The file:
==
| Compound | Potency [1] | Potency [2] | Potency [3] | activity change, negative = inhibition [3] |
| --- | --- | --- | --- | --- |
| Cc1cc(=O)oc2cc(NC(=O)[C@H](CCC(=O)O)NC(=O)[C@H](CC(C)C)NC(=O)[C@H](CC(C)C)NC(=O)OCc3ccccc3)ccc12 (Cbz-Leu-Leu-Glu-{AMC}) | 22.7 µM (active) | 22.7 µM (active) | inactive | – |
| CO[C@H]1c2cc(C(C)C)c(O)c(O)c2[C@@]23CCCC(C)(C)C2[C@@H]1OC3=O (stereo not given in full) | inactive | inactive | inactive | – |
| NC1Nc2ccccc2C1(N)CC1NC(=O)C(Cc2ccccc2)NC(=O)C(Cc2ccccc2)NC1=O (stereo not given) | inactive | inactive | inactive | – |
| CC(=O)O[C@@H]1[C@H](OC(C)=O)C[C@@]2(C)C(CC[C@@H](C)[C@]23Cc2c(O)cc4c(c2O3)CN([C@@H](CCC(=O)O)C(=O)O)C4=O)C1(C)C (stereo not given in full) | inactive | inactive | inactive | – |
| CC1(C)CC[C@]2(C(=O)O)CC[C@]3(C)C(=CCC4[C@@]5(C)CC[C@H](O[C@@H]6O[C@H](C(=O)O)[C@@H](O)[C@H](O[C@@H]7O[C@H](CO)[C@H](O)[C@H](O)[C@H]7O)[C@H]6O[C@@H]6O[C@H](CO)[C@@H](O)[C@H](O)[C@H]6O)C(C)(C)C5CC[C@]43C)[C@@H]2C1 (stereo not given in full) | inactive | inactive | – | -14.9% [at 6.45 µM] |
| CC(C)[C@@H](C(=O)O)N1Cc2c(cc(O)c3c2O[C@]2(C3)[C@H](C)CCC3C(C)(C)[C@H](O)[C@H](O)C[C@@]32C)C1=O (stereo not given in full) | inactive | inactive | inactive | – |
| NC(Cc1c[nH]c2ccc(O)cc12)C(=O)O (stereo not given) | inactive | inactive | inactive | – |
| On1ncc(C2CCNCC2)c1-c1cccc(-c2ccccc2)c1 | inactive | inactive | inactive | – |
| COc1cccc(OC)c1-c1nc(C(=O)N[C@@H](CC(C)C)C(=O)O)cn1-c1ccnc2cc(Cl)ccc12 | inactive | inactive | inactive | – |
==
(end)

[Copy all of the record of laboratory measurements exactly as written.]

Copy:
| Compound | Potency [1] | Potency [2] | Potency [3] | activity change, negative = inhibition [3] |
| --- | --- | --- | --- | --- |
| Cc1cc(=O)oc2cc(NC(=O)[C@H](CCC(=O)O)NC(=O)[C@H](CC(C)C)NC(=O)[C@H](CC(C)C)NC(=O)OCc3ccccc3)ccc12 (Cbz-Leu-Leu-Glu-{AMC}) | 22.7 µM (active) | 22.7 µM (active) | inactive | – |
| CO[C@H]1c2cc(C(C)C)c(O)c(O)c2[C@@]23CCCC(C)(C)C2[C@@H]1OC3=O (stereo not given in full) | inactive | inactive | inactive | – |
| NC1Nc2ccccc2C1(N)CC1NC(=O)C(Cc2ccccc2)NC(=O)C(Cc2ccccc2)NC1=O (stereo not given) | inactive | inactive | inactive | – |
| CC(=O)O[C@@H]1[C@H](OC(C)=O)C[C@@]2(C)C(CC[C@@H](C)[C@]23Cc2c(O)cc4c(c2O3)CN([C@@H](CCC(=O)O)C(=O)O)C4=O)C1(C)C (stereo not given in full) | inactive | inactive | inactive | – |
| CC1(C)CC[C@]2(C(=O)O)CC[C@]3(C)C(=CCC4[C@@]5(C)CC[C@H](O[C@@H]6O[C@H](C(=O)O)[C@@H](O)[C@H](O[C@@H]7O[C@H](CO)[C@H](O)[C@H](O)[C@H]7O)[C@H]6O[C@@H]6O[C@H](CO)[C@@H](O)[C@H](O)[C@H]6O)C(C)(C)C5CC[C@]43C)[C@@H]2C1 (stereo not given in full) | inactive | inactive | – | -14.9% [at 6.45 µM] |
| CC(C)[C@@H](C(=O)O)N1Cc2c(cc(O)c3c2O[C@]2(C3)[C@H](C)CCC3C(C)(C)[C@H](O)[C@H](O)C[C@@]32C)C1=O (stereo not given in full) | inactive | inactive | inactive | – |
| NC(Cc1c[nH]c2ccc(O)cc12)C(=O)O (stereo not given) | inactive | inactive | inactive | – |
| On1ncc(C2CCNCC2)c1-c1cccc(-c2ccccc2)c1 | inactive | inactive | inactive | – |
| COc1cccc(OC)c1-c1nc(C(=O)N[C@@H](CC(C)C)C(=O)O)cn1-c1ccnc2cc(Cl)ccc12 | inactive | inactive | inactive | – |